Cannot MOVE directory to another drive from XP command line

Posted on 2004-04-05
Medium Priority
Last Modified: 2008-10-13
I cannot use the 'move' command to move a directory from one drive to another from the Windows XP command prompt.

eg:   move c:\any_folder D:

results in the error message: "Access is denied." If copying to the same drive letter, it works fine. Is there a solution or workaround (eg: using xcopy and rmdir?). I want to copy all files and subdirs. I prefer using a simple command like 'move' because of it is safer than copying and deleting files.
Question by:elzmaddy
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Expert Comment

ID: 10763287
I tried it on my XP machine and had the same results. You could use the Windows Explorer to cut and paste the directory from one drive to another.

An automated approach could use xcopy and rmdir:

xcopy /i c:\any_folder d:\any_folder
rd c:\any_folder /s /q

Good Luck,

Author Comment

ID: 10763819
It seems to work rather well. I use these commands for my particular application (in a batch file):

xcopy /I /S /V /F /H /-Y  c:\source d:\destination
rd c:\source /s /q

However, it is much slower than the 'move' command when copying to the same drive because data is written over. I believe all the move command does is change an entry in the file system table. That would explain why it cannot move to another disk.

But it works great. Thanks Steve.

Expert Comment

ID: 10765125
Even in Explorer cut and paste becomes a copy instead of move when used across drives.  M¢ did this on purpose to protect us from ourselves, guessing that we don't know the difference between move and copy but would never really want to take a file off a device.  

Bill must have stock in several hard drive manufacturing companies.

I'd stick to Steve's answer.
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Accepted Solution

4auHuk earned 300 total points
ID: 10765664
Moving files/folders between volumes is always sum of copy+delete. How can it be done otherwise?

Still it is silly behaviour for "move" to produce "Access denied" error. It seems that "move" really just tries to relink folder in fs table.

If speed is your concern you can check if source and destination are on the same volume or not and choose appropriate command ("move" or "xcopy+rd") within your batch.


Expert Comment

ID: 10766034
True, at the core move actually leaves files in place and changes the directories to reflect which one has it, far more kin to rename and removed from copy.

But when i drag a file off my thumb drive into "My Documents" and I choose not to hold down the Ctrl key for copy, Windows should be smart enough to know i do NOT want that thing still cluttering up my pocket.  It should do the copy, verify, and remove with no questions asked.  It does not do that and IMHO never will do as it should.  M¢ will never completely understand why we laugh and scoff at the "Press Any Key To Continue" prompt.

While we're ranting about random M¢ wrongness:
Who can we tell that while "My Documents" was wrong but marginally accepted, “My Music" and "My Pictures" and all the rest are TOTALLY unacceptable?
Under NT and 98, WinLogo+E opened Explorer (XP still does)
                          N jumped to "Network Neighborhood"  (not anymore)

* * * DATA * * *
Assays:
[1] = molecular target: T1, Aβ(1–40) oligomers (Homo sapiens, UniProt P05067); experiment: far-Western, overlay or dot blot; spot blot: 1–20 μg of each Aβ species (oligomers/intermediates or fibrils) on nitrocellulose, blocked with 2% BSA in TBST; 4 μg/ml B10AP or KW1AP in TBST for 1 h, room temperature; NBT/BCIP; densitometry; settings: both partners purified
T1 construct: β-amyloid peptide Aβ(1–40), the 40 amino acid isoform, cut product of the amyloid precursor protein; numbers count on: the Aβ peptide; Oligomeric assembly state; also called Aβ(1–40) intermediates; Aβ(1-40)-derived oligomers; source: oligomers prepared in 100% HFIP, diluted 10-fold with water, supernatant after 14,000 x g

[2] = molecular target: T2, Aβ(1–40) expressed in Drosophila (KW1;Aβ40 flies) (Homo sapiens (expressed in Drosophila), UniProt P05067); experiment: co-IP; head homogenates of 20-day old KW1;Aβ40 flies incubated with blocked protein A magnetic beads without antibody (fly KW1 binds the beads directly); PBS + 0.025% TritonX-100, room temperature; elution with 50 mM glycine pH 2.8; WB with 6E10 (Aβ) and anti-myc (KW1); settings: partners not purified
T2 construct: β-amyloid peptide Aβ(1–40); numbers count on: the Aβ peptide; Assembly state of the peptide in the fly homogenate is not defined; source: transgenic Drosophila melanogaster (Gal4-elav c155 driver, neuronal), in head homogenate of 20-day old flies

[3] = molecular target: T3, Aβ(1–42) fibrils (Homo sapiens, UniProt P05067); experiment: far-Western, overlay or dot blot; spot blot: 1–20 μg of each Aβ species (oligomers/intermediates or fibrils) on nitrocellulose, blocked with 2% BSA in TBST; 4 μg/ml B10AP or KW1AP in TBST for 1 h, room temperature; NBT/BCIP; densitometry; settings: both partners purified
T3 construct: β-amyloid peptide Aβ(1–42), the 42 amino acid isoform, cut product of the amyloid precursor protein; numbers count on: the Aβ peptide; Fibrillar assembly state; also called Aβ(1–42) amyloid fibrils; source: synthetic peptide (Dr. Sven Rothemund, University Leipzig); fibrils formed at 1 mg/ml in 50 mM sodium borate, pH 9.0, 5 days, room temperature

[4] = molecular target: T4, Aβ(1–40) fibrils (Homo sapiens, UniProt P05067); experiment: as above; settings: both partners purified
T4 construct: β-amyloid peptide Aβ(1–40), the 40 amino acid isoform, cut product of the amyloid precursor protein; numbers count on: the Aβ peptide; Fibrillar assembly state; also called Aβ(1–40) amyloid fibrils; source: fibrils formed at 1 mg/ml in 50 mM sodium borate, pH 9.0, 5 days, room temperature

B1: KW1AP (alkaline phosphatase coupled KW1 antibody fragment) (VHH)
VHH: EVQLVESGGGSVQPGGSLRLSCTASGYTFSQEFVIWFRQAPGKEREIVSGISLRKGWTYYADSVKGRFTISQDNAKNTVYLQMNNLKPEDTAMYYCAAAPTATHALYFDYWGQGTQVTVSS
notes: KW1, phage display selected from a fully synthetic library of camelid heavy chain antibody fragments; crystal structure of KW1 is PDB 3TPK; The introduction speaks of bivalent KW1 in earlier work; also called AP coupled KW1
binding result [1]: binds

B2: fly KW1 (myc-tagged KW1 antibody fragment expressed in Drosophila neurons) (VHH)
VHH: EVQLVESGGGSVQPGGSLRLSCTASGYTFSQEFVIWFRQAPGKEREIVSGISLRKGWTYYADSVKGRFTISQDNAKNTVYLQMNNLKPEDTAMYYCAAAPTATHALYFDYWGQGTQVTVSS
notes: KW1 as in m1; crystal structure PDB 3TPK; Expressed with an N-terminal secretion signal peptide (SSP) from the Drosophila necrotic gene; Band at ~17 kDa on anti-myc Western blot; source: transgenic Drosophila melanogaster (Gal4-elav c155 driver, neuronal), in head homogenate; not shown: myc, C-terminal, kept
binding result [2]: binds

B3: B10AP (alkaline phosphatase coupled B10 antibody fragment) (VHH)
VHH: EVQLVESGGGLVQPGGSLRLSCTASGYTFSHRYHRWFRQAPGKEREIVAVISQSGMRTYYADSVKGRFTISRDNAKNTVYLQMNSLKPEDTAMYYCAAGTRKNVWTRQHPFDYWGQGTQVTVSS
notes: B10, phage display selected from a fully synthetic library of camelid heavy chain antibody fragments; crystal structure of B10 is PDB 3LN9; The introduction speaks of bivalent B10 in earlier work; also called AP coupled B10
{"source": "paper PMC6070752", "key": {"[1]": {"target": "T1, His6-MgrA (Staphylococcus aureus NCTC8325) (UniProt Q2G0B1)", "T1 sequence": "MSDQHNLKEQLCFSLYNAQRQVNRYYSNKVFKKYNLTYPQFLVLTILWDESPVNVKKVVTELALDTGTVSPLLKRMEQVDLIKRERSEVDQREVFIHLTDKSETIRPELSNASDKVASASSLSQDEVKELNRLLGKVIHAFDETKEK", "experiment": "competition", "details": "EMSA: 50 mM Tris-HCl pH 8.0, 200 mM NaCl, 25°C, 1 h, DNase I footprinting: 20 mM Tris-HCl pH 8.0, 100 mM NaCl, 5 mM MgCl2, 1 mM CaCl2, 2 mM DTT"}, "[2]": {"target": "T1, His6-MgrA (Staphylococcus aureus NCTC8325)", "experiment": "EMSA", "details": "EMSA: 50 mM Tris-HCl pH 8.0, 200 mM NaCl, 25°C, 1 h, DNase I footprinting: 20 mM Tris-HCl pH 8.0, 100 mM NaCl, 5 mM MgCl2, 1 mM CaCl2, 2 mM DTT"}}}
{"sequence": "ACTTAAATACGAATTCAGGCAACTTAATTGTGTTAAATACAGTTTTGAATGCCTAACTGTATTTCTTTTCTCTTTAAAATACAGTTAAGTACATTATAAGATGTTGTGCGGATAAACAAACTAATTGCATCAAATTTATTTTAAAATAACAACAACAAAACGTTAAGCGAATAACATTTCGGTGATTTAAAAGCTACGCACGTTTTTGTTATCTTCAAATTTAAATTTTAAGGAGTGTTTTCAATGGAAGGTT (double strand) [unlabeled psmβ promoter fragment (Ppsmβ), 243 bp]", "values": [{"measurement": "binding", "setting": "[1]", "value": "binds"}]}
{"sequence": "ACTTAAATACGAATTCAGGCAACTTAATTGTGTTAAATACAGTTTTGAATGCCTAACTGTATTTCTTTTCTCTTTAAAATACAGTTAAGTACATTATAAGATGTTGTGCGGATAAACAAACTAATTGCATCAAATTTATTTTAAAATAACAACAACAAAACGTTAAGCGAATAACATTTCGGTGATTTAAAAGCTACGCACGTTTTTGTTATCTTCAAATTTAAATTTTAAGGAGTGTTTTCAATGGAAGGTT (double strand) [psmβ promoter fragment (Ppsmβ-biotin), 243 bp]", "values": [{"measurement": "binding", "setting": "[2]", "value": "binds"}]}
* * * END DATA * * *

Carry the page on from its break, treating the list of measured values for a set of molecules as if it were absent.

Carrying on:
RightArrow opened the list                  (not there yet)
                          First letter of the share name i wanted took me there.
                          4 keys, blindfolded, i got what i wanted
NOW i gotta lean on the M key for "My this" and "My that" and I can't just count em because the next "Something" that comes along will be jammed in there as "My Something"
They should not be forcing me to look at my screen or worse - use a mouse.
Yes, I can change each name, but that too should not be "My Job".

(\o/)  'nuff sed,

Expert Comment

ID: 10766760
Agree about drag and drop, but taking in account you do not like mouse, why not just Ctrl+X(C) --> Alt+Tab (or whatever) --> Ctrl+V? :)
As for navigation, well, what I usually do is Win+R \\server\share <Enter>. Moreover \\s will show all variants in drop-down menu as well as \\server\s

"My this", "My that" - all this is a part of "Desktop" metaphor that Explorer shell GUI uses. Obviously it is optimised for mouse, not for keyboard shortcuts.

P.S. "No keyboard found. Press any key to continue or DEL to Setup" <-- that's my favorite joke of the whole PC era :)

P.P.S. Sorry for offtopic every1

Author Comment

ID: 10768268
4aHuk: Your suggestion is probably the most efficient, although slightly more difficult to code. I should have mentioned that this process must be done at the command prompt (not Explorer), because my console-based application will figure out what folders to move, then it shells to the system and executes the commad.

I will probably stick to the simplest solution for now.

As for Explorer, I noticed sometimes when I cut and paste some files or folders to another location on the same disk partition, the process is instantaneous (just a relink). Other times, there is a progress bar and heavy disk access. I don't understand why.

Expert Comment

ID: 10771224
Is some of your partition using NTFS compression, and some of it not?

Are the areas that take more time using a different password for encrypting the files?  (none counts as different from any)

Author Comment

ID: 10771868
No, no compression or encryption.

Expert Comment

ID: 10772583
elzmaddy, i believe you should give credit to Steve

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